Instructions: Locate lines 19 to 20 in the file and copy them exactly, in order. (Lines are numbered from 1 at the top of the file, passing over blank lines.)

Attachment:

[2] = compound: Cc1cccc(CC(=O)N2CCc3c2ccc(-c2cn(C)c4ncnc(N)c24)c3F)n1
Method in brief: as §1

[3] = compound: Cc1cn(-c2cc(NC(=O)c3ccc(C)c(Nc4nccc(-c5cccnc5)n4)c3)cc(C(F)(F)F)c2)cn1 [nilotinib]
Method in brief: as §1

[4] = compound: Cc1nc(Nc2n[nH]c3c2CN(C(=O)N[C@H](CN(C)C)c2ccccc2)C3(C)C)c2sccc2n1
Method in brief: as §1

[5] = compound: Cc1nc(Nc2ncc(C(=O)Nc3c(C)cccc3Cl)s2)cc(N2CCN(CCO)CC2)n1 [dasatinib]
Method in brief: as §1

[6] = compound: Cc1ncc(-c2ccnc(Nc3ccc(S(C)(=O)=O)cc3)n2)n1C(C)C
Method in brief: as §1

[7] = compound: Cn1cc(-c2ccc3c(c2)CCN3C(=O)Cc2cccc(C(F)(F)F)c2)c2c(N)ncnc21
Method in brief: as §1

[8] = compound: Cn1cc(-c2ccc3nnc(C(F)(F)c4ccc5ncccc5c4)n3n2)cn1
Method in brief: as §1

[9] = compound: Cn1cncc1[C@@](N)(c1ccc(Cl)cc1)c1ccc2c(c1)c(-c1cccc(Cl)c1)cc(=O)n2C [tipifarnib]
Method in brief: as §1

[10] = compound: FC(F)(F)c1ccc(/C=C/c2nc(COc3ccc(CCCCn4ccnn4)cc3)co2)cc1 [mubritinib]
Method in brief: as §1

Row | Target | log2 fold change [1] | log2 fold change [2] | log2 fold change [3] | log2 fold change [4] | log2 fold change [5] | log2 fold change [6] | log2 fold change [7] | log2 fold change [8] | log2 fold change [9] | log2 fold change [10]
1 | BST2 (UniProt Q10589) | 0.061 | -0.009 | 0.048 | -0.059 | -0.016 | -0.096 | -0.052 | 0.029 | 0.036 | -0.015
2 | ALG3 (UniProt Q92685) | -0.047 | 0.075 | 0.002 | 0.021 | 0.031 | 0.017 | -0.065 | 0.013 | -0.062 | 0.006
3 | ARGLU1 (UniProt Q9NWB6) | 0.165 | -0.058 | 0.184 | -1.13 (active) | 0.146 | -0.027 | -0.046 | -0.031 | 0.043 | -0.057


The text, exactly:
Row | Target | log2 fold change [1] | log2 fold change [2] | log2 fold change [3] | log2 fold change [4] | log2 fold change [5] | log2 fold change [6] | log2 fold change [7] | log2 fold change [8] | log2 fold change [9] | log2 fold change [10]
1 | BST2 (UniProt Q10589) | 0.061 | -0.009 | 0.048 | -0.059 | -0.016 | -0.096 | -0.052 | 0.029 | 0.036 | -0.015